A scholarly submission? After concluding that the editors “didn’t know what many of the sentences in Sokal’s essay actually meant” and “just didn’t care,” Boghossian asks,

How could a group of scholars, editing what is supposed to be the leading journal in a given field, allow themselves such a sublime indifference to the content, truth and plausibility of a scholarly submission accepted for publication? (26)

The question is loaded with unwarranted assumptions. Contrary to what Boghossian implies, the editors of Social Text do not appear to have regarded Sokal’s submission as scholarship. Furthermore, it doesn’t even look like scholarship—his hundred and nine footnotes, two hundred and nine references, approximately forty-five quotations and who knows how many attempts to fake profundity notwithstanding. Indeed, it seems to have been primarily these trappings of scholarship that Sokal was asked to remove! The editors of this journal of political opinion and cultural analysis say that they were interested in Sokal’s essay as an earnest attempt by a physicist who is also a committed leftist “to seek some kind of affirmation from postmodern philosophy for developments in his field.”12 But if this op-ed view of the matter is correct, then neither the truth nor even the plausibility of the views that Sokal expresses in his essay was necessarily a pre-condition for publishing it.13 14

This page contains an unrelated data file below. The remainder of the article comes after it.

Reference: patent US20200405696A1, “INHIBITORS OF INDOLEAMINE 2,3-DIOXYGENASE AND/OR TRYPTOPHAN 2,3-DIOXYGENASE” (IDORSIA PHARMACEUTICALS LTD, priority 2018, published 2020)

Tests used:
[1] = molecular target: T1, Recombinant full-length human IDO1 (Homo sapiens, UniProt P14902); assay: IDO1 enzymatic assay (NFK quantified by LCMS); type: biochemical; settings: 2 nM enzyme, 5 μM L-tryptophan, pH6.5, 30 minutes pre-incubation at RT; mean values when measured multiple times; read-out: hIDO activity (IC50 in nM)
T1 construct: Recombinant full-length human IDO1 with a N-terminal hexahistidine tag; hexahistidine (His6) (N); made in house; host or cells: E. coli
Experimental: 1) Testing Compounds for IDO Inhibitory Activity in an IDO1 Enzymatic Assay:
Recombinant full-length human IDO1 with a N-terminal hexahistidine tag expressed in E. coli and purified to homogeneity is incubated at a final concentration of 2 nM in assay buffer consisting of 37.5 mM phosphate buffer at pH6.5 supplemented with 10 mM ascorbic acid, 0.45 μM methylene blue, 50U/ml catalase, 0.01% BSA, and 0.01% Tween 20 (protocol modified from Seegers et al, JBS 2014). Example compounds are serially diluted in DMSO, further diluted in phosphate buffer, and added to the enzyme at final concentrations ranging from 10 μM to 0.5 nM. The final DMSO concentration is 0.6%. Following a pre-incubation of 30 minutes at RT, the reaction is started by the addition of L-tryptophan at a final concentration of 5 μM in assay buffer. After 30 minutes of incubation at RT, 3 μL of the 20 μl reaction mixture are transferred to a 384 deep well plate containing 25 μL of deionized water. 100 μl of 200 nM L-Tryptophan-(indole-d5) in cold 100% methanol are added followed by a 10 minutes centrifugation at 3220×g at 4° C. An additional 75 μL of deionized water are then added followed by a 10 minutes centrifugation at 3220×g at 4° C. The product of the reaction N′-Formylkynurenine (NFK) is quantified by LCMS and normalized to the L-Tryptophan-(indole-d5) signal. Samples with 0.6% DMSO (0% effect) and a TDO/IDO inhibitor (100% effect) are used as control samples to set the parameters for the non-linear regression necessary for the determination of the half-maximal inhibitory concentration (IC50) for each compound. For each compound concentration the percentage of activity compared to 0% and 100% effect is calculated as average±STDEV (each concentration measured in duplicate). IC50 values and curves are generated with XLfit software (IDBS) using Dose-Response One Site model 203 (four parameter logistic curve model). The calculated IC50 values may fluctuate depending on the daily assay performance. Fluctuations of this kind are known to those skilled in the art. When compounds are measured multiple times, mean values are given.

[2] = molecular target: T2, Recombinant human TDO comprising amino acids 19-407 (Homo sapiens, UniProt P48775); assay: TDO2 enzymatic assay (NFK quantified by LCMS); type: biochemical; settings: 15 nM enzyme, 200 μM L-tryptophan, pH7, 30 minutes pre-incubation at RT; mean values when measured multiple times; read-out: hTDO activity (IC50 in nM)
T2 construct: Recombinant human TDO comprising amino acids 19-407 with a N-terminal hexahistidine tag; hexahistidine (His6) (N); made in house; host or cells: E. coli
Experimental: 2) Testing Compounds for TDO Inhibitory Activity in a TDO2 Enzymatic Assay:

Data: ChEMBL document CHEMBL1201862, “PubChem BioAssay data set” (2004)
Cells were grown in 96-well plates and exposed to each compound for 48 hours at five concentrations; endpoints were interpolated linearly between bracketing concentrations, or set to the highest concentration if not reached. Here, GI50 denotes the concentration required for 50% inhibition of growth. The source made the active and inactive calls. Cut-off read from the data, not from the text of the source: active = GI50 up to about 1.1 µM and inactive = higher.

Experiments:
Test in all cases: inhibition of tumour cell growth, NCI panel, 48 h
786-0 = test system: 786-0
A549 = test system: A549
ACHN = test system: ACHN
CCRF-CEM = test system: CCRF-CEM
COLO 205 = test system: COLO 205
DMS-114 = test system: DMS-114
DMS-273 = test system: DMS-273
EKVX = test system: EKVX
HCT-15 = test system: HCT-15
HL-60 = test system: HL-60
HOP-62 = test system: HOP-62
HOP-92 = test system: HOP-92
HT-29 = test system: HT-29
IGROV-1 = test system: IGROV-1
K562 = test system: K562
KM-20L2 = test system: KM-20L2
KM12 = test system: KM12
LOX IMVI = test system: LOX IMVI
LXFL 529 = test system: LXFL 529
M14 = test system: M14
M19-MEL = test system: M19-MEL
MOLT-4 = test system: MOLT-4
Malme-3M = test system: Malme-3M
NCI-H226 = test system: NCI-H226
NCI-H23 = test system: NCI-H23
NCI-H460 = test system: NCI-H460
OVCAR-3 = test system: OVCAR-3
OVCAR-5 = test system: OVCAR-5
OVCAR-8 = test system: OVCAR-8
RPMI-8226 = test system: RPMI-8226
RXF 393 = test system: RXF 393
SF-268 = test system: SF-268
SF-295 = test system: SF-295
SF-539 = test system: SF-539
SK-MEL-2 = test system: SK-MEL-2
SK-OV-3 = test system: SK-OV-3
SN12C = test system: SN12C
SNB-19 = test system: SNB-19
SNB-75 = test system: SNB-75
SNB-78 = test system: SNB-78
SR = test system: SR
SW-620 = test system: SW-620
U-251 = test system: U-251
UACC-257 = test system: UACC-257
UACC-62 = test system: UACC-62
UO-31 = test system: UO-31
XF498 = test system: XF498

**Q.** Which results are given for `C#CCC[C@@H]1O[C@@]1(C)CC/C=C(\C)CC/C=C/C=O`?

Boghossian follows his question about the editors’ alleged “sublime indifference” with something of which I can make no sense. He lifts a tiny fragment from their several page explanation of their behavior, treats it as if it is their complete answer to his question and then complains about its inadequacy! Here is what I am talking about.